Production of truth as reduction of complexity. Understanding society with peripheral critical sociology

Abstract

Truth is always a reduction of complexity. The various aspects of an observed phenomena are reduced to only those that relate to how truth is defined by the observer. In this sense, social sciences create society by applying theories that define what is truth to it. This logic becomes a problem when the social sciences in question do not reflect a wide range of different theories that can complement and criticize each other, providing a more complex observation and, thus, a more complex truth. This is the case with some social sciences of the Global South, especially, in early stages of their institutional and organizational development. However, decisions made in early stages of a system can only be changed with considerable effort later on. There tends to be an effect of path dependency, especially in organizations engaged in social sciences in the Global South.

This article will explore the mechanisms of production of truth and thus of reduction of complexity by Marxist critical sociology in Ecuador, between the 1960s and 2010. A focus will be the institutionalization of these mechanisms in organizations and the augmentation of complexity within critical sociology, usually connected to certain ideas of politics and sciences.

Author Biography

Philipp Altmann, Universidad Central del Ecuador

Philipp Altmann, studies in sociology, cultural anthropology and Spanish philology at the University of Trier and the Autonomous University Madrid. Finished his doctorate in sociology at the Free University of Berlin in 2013 with a work on the decolonial aspects of the discourse of the indigenous movement in Ecuador. Since March 2015, he is Professor for Sociological Theory at the Universidad Central del Ecuador. Research interests are: indigenous and social movements, decoloniality, identity, social exclusion, systems theory, political sociology, sociology of science. Important publications in English:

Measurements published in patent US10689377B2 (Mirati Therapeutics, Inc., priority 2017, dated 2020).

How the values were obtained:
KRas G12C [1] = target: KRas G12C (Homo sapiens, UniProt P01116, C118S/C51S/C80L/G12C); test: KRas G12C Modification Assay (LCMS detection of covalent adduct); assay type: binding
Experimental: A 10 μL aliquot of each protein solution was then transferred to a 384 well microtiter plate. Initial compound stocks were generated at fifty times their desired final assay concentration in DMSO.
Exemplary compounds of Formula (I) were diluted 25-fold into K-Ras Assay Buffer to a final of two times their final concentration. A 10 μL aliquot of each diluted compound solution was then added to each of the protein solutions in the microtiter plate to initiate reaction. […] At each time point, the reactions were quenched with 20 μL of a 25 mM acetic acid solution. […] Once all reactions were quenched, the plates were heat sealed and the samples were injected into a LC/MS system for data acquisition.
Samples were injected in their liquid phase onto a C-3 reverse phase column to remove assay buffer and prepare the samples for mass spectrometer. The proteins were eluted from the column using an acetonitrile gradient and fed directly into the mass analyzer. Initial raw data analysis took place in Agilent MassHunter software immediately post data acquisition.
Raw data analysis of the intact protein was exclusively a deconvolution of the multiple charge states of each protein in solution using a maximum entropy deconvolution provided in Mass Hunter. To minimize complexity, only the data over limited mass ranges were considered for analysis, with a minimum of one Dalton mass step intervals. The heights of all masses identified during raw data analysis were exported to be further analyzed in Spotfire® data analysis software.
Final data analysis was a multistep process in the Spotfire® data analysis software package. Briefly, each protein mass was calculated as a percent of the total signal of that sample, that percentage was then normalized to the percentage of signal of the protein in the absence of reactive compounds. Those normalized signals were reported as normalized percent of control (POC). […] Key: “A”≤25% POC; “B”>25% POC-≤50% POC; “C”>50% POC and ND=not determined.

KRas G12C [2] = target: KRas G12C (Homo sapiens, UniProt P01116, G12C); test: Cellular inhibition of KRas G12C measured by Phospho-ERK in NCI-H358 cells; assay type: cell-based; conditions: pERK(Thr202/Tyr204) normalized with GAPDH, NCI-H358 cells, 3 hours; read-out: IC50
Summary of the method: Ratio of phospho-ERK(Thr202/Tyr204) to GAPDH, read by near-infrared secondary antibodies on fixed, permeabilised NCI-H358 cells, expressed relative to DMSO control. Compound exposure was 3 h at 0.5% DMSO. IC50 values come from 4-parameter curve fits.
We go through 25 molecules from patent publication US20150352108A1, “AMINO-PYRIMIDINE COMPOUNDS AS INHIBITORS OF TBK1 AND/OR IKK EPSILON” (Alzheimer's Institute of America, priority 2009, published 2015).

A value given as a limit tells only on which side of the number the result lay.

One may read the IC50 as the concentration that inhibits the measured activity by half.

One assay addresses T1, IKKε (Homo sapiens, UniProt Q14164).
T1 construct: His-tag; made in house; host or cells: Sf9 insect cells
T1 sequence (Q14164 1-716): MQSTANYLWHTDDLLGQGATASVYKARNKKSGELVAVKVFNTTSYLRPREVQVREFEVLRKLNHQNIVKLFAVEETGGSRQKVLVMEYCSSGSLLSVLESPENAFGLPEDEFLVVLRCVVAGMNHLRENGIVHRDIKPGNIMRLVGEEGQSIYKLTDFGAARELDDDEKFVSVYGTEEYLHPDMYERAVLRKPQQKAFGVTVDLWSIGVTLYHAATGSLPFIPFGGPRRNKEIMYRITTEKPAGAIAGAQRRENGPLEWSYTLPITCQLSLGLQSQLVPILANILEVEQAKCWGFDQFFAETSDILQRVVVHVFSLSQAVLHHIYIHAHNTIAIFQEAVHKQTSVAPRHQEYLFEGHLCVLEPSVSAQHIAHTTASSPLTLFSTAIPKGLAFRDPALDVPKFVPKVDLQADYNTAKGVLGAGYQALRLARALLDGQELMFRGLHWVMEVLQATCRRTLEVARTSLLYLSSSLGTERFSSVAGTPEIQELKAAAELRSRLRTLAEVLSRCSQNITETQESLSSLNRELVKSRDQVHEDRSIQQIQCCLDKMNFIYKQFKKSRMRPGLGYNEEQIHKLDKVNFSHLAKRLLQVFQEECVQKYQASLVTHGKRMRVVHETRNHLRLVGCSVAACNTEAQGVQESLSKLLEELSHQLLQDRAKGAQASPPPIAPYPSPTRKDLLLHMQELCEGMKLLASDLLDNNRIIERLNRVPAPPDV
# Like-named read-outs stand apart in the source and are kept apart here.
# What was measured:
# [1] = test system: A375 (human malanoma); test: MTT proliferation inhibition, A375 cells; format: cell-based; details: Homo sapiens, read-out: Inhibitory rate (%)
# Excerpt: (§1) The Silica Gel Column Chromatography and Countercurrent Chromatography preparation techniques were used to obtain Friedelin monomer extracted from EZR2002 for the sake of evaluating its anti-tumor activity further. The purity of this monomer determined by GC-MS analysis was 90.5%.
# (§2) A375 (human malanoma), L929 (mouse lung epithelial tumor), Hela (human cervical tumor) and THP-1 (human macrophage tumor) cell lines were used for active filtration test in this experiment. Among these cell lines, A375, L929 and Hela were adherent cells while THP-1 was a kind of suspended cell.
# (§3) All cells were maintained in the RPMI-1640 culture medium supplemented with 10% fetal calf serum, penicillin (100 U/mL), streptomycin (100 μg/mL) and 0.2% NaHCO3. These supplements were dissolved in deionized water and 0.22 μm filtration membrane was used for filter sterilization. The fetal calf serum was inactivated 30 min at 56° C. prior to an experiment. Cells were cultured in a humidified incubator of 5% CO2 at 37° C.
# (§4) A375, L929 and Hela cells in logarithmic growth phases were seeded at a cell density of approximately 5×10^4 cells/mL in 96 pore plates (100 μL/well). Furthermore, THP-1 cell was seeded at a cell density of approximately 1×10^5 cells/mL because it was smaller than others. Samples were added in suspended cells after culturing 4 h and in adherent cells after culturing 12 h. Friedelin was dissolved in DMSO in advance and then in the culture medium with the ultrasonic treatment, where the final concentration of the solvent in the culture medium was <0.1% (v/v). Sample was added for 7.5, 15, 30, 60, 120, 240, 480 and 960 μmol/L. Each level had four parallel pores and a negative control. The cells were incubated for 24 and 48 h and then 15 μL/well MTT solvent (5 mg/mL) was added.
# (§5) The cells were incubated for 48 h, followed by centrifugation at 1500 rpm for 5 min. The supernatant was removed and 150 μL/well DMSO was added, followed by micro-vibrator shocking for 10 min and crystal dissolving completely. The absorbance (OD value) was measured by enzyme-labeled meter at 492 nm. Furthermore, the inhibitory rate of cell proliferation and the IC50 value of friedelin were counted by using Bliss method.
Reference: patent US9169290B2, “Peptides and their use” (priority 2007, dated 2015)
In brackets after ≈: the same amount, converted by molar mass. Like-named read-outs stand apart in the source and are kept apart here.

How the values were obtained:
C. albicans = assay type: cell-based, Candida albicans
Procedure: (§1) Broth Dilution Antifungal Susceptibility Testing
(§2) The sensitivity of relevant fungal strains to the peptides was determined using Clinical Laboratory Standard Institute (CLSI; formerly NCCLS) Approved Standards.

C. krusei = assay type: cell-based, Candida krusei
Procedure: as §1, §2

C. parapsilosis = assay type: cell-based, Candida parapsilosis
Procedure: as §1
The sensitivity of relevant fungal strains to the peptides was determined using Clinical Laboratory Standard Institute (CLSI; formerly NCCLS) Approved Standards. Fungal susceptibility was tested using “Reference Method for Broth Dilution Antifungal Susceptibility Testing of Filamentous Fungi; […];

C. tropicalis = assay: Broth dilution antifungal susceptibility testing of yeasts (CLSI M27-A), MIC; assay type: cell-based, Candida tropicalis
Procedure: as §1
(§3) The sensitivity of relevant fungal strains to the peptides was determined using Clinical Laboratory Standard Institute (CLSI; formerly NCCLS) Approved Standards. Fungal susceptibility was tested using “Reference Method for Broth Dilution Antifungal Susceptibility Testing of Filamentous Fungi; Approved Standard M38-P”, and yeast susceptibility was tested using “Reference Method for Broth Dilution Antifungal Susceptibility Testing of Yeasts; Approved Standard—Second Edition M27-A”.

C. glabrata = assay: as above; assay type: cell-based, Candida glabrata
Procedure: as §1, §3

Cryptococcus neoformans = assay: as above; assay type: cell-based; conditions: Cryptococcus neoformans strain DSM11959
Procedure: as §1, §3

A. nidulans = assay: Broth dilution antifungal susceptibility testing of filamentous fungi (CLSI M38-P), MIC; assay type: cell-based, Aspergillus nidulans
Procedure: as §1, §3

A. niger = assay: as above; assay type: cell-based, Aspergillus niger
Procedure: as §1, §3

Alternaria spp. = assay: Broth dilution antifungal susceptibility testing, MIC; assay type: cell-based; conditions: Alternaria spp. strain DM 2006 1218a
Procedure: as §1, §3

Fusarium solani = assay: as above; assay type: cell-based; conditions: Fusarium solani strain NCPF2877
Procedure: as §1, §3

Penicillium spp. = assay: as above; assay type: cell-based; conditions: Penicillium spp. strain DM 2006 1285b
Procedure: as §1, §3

(2017) Social sciences between the systems – the Ecuadorian university between science, education, politics and economy, Journal of Interdisciplinary Economics 29(1): 48-66, DOI: 10.1177/0260107916674075.

(2017) Localizing Rebellion – International Development Agencies and the Rise of the Indigenous Movement in Ecuador, in: Bonacker, Thorsten; von Heusinger, Judith; Zimmer, Kerstin (eds.): Localization in Development Aid. How Global Institutions enter Local Lifeworlds, London: Routledge, pp. 135-153.

(2016) “`The Right to Self-determination´: Right and Laws Between Means of Oppression and Means of Liberation in the Discourse of the Indigenous Movement of Ecuador”, International Journal for the Semiotics of Law 29(1), pp. 121-134, DOI: 10.1007/s11196-015-9415-z.

(2015) “Studying Discourse Innovations: The Case of the Indigenous Movement in Ecuador”, Historical Social Research 40(3), pp. 161-184, DOI: 10.12759/hsr.40.2015.3.161-184.

Published
2018-12-26